I headed out the next day from Staunton, where my grandmother and her partner had been kind enough to let me spend the night. The drive down I-81, familiar from my Blacksburg days, was uneventful. I exited at Chilhowie, VA (how’s that for a name?), and turned due south towards the high point of Virginia, Mt. Rogers.
I hadn’t driven far through the low, rolling country when a massive cluster of mountains rose up before me, filling the horizon with a wall of green. Patches of sunlight played over the foothills, bringing their color into even sharper contrast with the still-gray peaks behind them. The sight amazed me; I just had to get a picture of this. I pulled over (into the driveway of a confused-looking farmer) and grabbed for my phone and the Lars… only the Lars weren’t there.
Where were those little green dudes? I checked my purse—nope. Not in the front seat, the back seat, the bag of clothes, the laptop case. Had I left them at my grandmother’s?
It’s okay, I tried to convince myself. They’ll find them. They can send them on to you. At least you didn’t leave them in a hotel room or a rest stop somewhere. I called my grandmother, doing my best to explain the problem, but the connection gave out. Panicking, I shot back into town and called again on a stronger signal. She and her partner searched the house as I rattled off every conceivable place I could have left them, but the Lars could not be found.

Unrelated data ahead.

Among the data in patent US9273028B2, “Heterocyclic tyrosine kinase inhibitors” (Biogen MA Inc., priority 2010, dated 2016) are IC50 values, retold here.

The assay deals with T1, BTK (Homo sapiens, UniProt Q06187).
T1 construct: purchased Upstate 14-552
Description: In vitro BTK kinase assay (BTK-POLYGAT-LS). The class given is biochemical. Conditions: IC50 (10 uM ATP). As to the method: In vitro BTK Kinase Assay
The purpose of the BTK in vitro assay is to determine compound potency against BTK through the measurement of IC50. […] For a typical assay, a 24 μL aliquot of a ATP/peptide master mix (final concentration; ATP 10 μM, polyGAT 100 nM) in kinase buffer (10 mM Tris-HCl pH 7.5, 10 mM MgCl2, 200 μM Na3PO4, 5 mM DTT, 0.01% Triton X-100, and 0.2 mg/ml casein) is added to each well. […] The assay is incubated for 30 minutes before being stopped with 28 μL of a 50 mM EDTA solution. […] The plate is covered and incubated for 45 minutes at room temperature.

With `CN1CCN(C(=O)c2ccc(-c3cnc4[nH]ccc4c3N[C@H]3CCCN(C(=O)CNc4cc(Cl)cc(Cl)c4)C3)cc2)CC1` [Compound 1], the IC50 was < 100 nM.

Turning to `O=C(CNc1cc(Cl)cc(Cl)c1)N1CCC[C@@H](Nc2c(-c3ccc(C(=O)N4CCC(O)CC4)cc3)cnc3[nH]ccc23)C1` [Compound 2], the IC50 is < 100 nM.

We’ll call you if we find them, Grandmother said.
I hung up in despair. How could I have lost those little buggers after only three high points? I’d worried about them falling off a cliff somewhere out West, or getting stolen from my car in some crime-ridden city (because everyone knows Pokemon-figurine thieves cluster at high altitudes), but never about plain old losing them, like some kid with her stuffed rabbit. What an idiot. I can’t believe-
-and then a memory from last night returned to me. I checked my laptop case one more time—and there they were in the tiny front pocket I’d skipped in my first frantic search.
I shoved the runaways into my purse, then called my grandmother again to apologize for the trouble. They’d been with me the whole time.
And you know what the irony is? I ended up taking that mountain-shot without the Lars.
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